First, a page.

(Photo by Emma Lynch, BBC)
Getting used to winter in Fukui has been a challenge for me. Much of this comes from my stubbornness—a refusal to pay Japanese prices for winter clothes, and a refusal, too, to purchase my first-ever pair of snowboots just to walk to and from the university where I teach. As I’m now in Santa Barbara for the holidays, I hope to buy all I need here for the long winter season. Thank god my shipment of Trung Nguyen coffee arrived in California safely, so at least I’ve got a few kilos of black gold to help me survive.
But my big news is that I found a publisher for my novel, Lotusland. Although the publication date is scheduled for two years down the road, it’s a big relief and an even bigger source of happiness that Lotusland will eventually reach a wide audience. The publisher, Guernica Editions, is one that I respect very much. I couldn’t be happier with this development. The feeling of validation is extremely rewarding.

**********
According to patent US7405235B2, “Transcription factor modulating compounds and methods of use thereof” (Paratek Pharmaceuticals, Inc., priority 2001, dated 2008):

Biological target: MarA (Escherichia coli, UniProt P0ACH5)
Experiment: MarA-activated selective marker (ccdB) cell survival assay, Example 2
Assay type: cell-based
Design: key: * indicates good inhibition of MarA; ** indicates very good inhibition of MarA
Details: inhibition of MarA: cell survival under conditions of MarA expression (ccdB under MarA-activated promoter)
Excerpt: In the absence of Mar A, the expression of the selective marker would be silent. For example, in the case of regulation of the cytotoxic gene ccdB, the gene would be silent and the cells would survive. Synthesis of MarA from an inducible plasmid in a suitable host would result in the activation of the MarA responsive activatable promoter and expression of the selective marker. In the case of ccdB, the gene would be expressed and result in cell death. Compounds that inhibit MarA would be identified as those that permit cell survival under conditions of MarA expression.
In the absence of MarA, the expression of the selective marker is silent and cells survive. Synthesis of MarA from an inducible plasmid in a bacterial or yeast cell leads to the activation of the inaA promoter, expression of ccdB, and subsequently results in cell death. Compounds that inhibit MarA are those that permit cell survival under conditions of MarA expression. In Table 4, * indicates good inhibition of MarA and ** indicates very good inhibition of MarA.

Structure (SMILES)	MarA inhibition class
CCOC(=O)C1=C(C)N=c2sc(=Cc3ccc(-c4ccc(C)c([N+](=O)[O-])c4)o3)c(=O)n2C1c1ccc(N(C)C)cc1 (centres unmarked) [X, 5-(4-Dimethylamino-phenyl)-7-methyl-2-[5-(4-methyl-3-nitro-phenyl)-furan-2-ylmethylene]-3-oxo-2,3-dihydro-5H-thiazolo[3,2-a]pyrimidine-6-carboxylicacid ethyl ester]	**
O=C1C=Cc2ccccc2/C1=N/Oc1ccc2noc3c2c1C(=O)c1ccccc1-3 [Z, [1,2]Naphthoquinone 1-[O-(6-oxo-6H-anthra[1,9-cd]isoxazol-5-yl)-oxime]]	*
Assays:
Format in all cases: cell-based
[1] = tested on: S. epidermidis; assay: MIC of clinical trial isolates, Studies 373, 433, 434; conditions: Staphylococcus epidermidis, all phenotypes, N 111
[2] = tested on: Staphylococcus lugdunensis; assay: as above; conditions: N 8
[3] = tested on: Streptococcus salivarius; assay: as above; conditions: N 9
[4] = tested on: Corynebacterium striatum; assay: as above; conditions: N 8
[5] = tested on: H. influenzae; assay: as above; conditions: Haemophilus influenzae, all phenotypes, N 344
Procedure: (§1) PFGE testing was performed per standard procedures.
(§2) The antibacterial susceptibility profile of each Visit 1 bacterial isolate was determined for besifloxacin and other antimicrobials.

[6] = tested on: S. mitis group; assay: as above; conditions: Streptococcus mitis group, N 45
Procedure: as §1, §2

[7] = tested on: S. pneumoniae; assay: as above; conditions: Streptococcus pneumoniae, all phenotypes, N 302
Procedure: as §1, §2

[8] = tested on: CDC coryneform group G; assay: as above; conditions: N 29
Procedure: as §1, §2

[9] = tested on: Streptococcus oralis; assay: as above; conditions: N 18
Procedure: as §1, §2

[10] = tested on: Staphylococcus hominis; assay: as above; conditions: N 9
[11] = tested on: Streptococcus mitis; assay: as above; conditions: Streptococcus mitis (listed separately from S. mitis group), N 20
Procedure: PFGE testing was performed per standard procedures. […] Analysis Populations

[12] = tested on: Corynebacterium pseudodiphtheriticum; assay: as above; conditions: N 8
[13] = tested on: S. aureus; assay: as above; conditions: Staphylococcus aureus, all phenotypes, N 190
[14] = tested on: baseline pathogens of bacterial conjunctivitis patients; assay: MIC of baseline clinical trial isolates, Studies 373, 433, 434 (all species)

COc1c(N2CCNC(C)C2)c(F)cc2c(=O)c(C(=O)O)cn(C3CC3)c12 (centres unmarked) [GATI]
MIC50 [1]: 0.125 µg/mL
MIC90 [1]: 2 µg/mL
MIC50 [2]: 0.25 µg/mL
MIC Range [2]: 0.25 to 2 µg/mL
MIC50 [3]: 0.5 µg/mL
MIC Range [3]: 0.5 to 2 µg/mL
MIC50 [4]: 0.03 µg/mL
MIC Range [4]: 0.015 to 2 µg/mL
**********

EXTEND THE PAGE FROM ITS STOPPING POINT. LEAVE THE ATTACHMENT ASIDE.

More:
What this means in practical terms is that over the next two years I’ll have much to do in preparation for my novel’s publication. I’ll need to figure out how I want to promote the novel and where—not only in North America, but also in Europe, Asia, and Australia. A book tour sounds daunting—public speaking is not my forte—but I’ll need to plan on something like that as well. It will be interesting to see if I can remain in Fukui, or even in Japan, when it comes time to promote my work.
I hope, too, that this will bring me back to a more productive writing routine. I’m working on a re-write of my first novel, which is set in Vietnam and Cambodia, and hoping to have it finished before Lotusland comes out.
What this means for my blog is uncertain—I’ve been too busy with work and five major moves over the last 18 months to blog regularly—but hopefully I can get back to it soon.